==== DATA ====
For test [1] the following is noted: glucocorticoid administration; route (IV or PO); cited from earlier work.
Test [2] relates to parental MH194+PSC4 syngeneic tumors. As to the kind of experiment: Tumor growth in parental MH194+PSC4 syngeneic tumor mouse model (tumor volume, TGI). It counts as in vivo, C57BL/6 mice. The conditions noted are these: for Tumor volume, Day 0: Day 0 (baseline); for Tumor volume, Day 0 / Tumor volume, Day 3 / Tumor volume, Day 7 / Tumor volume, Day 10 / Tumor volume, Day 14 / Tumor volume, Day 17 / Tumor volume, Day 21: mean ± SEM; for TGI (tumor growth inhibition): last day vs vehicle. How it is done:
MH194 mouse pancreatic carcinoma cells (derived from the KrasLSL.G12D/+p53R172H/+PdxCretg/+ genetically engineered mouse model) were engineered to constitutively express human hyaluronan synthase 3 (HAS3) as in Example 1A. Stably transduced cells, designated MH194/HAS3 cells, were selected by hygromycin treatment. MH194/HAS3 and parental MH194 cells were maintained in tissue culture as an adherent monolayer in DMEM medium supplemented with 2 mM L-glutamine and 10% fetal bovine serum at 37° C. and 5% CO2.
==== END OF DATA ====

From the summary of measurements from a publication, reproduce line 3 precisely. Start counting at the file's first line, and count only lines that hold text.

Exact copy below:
MH194 mouse pancreatic carcinoma cells (derived from the KrasLSL.G12D/+p53R172H/+PdxCretg/+ genetically engineered mouse model) were engineered to constitutively express human hyaluronan synthase 3 (HAS3) as in Example 1A. Stably transduced cells, designated MH194/HAS3 cells, were selected by hygromycin treatment. MH194/HAS3 and parental MH194 cells were maintained in tissue culture as an adherent monolayer in DMEM medium supplemented with 2 mM L-glutamine and 10% fetal bovine serum at 37° C. and 5% CO2.